Straw, Lies & Errors

Straw Man

Straw man is a rather commonly committed fallacy. Interestingly, it is almost as common for people to accuse others of making straw men as it is for people to actually commit said fallacy. Since I am in a phase of holiday laziness, I decided to write a bit about straw men, lies and errors rather than take on a major topic.

Defining the straw man fallacy is easy enough:

The straw man fallacy is committed when a person simply ignores a person’s actual position (argument, theory, etc.) and substitutes a distorted, exaggerated or misrepresented version of that position. This sort of “reasoning” has the following pattern:

1. Person A has position X.
2. Person B presents position Y (which is a distorted version of X).
3. Person B attacks position Y.
4. Therefore X is false/incorrect/flawed.

This sort of “reasoning” is fallacious because attacking a distorted version of a position simply does not constitute an attack on the position itself. One might as well expect an attack on a poor drawing of a person to hurt the person.

Obviously enough, it is reasonable to point out when someone is making a straw man and to note that any attack on the straw man will fail to do any damage to the original version. Of course, it is important to be sure that such an accusation actually fits.

Whether a characterization is a straw man or not depends, obviously enough on what is being characterized. Roughly put,  “strawness’ is a relative thing and what might be a straw man characterization of one person’s position could very well be an accurate description of another person’s view. As such, a person can be wrongly accused of presenting a straw man because the accuser is mistaken about which position the accused is actually describing. I have even noticed that people sometimes assume that the writer must be writing about them when, in fact, the writer is not.

So, before crying straw it is a good idea to see what the person is actually characterizing. While it might seem to be distorted or exaggerated it might really be spot on.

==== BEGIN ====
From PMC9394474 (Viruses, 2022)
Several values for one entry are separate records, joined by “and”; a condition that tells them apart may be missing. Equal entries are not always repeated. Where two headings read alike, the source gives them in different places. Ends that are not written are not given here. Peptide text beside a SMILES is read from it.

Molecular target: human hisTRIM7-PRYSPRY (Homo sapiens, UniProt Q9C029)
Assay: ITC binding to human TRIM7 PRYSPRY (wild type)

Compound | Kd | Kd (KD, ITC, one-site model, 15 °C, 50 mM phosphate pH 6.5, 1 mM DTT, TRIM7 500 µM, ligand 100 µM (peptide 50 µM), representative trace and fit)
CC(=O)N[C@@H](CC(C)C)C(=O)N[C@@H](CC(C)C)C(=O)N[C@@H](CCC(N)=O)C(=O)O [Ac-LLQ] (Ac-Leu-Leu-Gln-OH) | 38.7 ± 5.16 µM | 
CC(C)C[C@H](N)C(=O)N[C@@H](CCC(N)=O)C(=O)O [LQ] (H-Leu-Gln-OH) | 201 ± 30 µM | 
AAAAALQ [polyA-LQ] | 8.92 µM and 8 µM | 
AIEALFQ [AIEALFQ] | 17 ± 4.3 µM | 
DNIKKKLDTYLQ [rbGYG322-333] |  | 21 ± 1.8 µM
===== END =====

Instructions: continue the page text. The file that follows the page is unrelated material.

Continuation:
While most straw men are distorted versions of specific views, there is also variation of the straw man which involves presenting a position that “no one” actually holds and attacking it. In many cases, these positions are attributed to vaguely identified groups (feminists, liberals, conservatives, etc.)  rather than specific individuals. While it is obviously legitimate to point out when people do this sort of thing, it should be determined whether the person is actually setting up such a generic straw man. As noted above, there are views that are really held that would tend to seem like willful distortions on the part of the person describing them.

There are various other ways to use straw men, but I’ll leave those for people to bring up in comments.

Switching now to lies, I have noticed that when I teach this fallacy my students inevitably ask about the difference between presenting a straw man and lying.

On the face of it, a straw man would be a form of lie. After all, a person knowingly presenting a distortion or exaggeration with an intent to deceive would seem to be engaged in an act that falls nicely within the kingdom of lies. As such, I do not see any significant problem with characterizing intentional straw men as involving a lie (or lies) as a component.  For example, when the health care bill Obama was supporting was characterized as establishing death panels and attacked on those grounds, then that would seem to qualify as both a straw man and a lie.

That said, there is more to a straw man than merely lying. As noted above, the straw man fallacy involves more than just presenting a distortion-it also involves rejecting the original on the basis of an attack on the distorted version. As such, it would probably be best to say that a straw man makes use of a lie (or lies).

The deceptive aspect of the straw man also brings in a moral element on top of the critical thinking element. After all, engaging in poor reasoning need not be immoral. However, the intentional use of deceit is often morally problematic (although, as people will no doubt point out, there are intuitively appealing exceptions). One obvious concern is that if a position is actually bad enough to morally require that deceits be used to attack it, then it would seem to follow that it could be justly criticized “in the flesh” rather than “in the straw.” No doubt there are exceptions to this as well-positions that are wicked or flawed and yet could not be defeated by arguing against them in their actual forms.